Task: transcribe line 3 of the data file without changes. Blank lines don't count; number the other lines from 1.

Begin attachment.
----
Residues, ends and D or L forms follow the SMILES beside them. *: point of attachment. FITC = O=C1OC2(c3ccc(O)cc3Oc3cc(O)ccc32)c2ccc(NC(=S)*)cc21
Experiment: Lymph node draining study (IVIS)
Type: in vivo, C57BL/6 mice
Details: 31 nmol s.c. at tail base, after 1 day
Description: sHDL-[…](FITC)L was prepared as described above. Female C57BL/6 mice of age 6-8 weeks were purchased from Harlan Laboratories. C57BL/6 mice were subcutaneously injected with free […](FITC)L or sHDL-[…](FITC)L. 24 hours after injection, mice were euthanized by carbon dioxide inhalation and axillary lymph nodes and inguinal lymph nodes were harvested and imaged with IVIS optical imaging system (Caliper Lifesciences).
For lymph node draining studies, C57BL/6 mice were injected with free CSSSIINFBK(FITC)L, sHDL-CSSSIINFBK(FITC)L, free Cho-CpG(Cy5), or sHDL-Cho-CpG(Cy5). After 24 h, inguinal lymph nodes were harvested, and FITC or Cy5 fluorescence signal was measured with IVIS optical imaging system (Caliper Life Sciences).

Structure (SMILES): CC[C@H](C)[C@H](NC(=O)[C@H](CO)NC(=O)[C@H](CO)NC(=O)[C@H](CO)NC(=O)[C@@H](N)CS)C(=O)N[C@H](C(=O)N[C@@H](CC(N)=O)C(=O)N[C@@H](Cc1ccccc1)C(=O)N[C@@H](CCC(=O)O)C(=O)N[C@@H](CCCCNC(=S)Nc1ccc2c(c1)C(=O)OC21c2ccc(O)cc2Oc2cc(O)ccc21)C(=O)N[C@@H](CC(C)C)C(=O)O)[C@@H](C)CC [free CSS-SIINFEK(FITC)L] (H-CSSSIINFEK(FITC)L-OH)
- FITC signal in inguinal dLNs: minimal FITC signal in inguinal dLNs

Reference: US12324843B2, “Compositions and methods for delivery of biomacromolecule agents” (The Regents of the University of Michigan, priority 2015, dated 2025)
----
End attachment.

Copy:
Type: in vivo, C57BL/6 mice